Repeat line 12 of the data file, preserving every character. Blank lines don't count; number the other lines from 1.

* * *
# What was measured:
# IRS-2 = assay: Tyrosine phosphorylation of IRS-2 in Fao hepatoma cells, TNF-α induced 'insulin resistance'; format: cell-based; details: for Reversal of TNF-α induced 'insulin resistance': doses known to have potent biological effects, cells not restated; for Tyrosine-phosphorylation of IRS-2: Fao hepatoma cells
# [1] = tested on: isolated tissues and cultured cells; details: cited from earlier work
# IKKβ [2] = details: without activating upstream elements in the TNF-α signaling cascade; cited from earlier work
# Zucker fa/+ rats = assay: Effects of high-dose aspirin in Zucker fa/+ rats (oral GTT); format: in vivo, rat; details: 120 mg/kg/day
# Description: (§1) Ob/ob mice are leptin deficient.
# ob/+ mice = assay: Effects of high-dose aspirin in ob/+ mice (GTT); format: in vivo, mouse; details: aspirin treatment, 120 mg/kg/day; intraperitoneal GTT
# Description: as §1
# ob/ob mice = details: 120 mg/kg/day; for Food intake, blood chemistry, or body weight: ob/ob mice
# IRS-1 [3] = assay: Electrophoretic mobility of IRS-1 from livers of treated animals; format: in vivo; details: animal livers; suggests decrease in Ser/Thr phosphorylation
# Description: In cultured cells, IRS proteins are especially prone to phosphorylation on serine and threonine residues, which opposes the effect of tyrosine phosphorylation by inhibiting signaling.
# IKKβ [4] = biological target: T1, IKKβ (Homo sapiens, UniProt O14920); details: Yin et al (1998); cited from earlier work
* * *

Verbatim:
# IKKβ [4] = biological target: T1, IKKβ (Homo sapiens, UniProt O14920); details: Yin et al (1998); cited from earlier work